Leishmaniasis

Visceral leishmaniasis elimination: intensifying surveillance to overcome last-mile challenges in Nepal

29 May 2019 | Kathmandu | Geneva −− Nepal has revised its national guidelines and intensified national surveillance in a concerted effort to overcome last-mile challenges to eliminate visceral leishmaniasis (also known as kala-azar) as a public health problem.

Although decades-long control and prevention activities have yielded huge gains against this lethal form of the disease, new cases have recently emerged in the hilly areas and districts of the Kathmandu valley.

South Sudan intensifies measures against visceral leishmaniasis to improve health and social well-being of affected populations

22 November 2018 | Juba −− The Ministry of Health, WHO and partners, concluded a two-day consultative meeting to review the implementation of the Visceral Leishmaniasis (VL) control activities in South Sudan for the past seven years (2011 to 2018).

The objective of the meeting was to review the implementation of the VL control activities from 2011 to 2018; discuss the lessons learned and reporting formats as well as reporting on drug consumption at health facility level on monthly basis especially AmBisome.

The leishmaniases: timeline of facts and the formidable quest for disease control

5 July 2018 | Geneva –– The many forms of leishmaniasis continue to expand and affect millions of people, mostly the world’s most vulnerable populations.

To better understand the disease, it is important to learn about how it evolved over centuries.

A peek into its history with an interactive timeline comprising 105 short stories can provide some inspiring moments.

Community-driven programme is key to defeating visceral leishmaniasis in Bangladesh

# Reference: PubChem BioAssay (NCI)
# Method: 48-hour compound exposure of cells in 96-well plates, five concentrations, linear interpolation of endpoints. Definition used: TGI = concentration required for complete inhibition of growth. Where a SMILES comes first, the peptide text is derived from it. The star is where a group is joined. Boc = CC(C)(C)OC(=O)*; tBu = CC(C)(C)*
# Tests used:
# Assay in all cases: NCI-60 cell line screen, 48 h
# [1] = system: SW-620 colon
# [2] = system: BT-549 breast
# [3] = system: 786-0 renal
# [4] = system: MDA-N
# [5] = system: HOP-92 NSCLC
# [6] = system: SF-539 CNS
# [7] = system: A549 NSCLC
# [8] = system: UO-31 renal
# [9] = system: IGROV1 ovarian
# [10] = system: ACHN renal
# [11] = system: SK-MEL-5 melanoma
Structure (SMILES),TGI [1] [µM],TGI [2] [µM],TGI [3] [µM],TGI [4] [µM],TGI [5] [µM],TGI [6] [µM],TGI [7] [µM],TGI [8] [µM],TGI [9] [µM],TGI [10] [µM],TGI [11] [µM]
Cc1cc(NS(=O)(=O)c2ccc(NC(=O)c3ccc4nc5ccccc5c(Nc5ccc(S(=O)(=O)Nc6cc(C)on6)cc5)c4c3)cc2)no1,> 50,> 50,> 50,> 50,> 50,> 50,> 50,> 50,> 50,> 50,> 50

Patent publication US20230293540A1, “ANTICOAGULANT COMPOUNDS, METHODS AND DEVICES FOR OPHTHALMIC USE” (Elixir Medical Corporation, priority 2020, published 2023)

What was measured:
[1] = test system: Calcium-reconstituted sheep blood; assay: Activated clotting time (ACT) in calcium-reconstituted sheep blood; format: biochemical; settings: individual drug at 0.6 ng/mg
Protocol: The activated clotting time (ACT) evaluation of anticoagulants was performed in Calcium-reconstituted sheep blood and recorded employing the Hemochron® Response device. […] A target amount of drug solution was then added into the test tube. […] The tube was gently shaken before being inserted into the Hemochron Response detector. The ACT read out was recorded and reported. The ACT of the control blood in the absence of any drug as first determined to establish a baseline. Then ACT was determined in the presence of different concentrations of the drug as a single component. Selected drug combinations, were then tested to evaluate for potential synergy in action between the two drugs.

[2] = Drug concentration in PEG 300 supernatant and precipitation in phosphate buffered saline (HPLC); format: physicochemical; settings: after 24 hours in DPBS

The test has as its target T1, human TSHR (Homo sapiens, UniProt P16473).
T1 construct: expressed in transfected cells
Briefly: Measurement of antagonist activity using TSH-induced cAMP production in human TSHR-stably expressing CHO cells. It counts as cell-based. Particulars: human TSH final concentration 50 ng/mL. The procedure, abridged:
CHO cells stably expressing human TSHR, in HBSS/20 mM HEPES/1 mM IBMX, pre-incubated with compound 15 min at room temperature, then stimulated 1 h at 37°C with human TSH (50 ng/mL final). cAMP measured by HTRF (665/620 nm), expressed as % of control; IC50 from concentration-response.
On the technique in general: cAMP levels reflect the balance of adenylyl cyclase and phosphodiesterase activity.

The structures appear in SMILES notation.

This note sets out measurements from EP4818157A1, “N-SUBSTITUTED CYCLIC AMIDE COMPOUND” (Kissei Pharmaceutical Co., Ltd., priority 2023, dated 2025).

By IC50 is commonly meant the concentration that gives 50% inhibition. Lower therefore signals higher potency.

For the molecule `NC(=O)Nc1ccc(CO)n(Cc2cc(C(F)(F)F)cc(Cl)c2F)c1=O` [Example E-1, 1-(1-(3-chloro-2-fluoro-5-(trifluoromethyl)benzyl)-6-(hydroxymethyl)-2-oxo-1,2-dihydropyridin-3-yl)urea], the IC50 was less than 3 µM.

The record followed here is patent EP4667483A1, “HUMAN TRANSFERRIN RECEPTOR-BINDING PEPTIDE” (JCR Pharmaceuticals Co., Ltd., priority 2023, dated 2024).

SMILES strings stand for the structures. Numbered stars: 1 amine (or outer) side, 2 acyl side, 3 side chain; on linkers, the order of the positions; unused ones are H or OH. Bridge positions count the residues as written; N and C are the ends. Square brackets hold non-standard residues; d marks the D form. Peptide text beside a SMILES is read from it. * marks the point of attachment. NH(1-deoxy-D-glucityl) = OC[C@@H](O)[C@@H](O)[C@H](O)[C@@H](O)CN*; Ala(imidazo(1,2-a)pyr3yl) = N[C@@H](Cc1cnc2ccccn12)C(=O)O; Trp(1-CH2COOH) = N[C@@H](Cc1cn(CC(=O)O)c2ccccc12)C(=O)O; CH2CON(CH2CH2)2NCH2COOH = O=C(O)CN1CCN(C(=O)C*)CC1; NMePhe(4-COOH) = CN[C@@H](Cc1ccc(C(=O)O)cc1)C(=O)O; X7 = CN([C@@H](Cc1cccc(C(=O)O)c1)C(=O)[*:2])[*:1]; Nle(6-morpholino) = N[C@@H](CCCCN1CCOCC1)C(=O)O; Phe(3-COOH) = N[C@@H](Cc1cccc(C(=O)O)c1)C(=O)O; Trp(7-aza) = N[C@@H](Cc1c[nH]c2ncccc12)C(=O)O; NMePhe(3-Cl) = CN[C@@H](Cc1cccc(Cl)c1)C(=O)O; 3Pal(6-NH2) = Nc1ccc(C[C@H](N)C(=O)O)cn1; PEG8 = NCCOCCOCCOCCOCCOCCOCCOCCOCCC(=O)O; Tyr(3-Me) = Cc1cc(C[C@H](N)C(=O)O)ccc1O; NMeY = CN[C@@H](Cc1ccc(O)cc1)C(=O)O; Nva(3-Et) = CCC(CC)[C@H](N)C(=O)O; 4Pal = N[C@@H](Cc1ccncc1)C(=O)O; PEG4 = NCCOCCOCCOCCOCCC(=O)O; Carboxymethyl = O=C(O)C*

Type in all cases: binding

© ADB

4 December 2017 | Dhaka | Geneva −−Bangladesh is close to eliminating visceral leishmaniasis as a public health problem by 2020, with only 159 new cases in 2016, compared with more than 9 600 in 2006. The spectacular achievement is the result of a combination of factors: strong community engagement, a motivated workforce, availability of medicine, easy-to-use diagnostics and an integrated vector control programme.

A recent monitoring mission evaluated the national programme’s overall impact.

Neglected tropical diseases course now accessible via eLearning

03 August 2017 | Geneva –– The first free, on-line course on a neglected tropical disease is now available to the public.

The course on post-kala-azar dermal leishmaniasis (PKDL) aims to help health workers and field practitioners recognize this form of the disease which is often misdiagnosed. Anyone completing the course with a minimum score of 70% will be awarded a certificate.

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Contacts

Dr José Antonio Ruiz Postigo
Leishmaniasis Control Programme
postigoj@who.int
+41 22 791 3870
+41 79 516 3882 (mobile)

Media contact:
Ashok Moloo
molooa@who.int
+41 22 791 1637
+41 79 540 50 86 (mobile)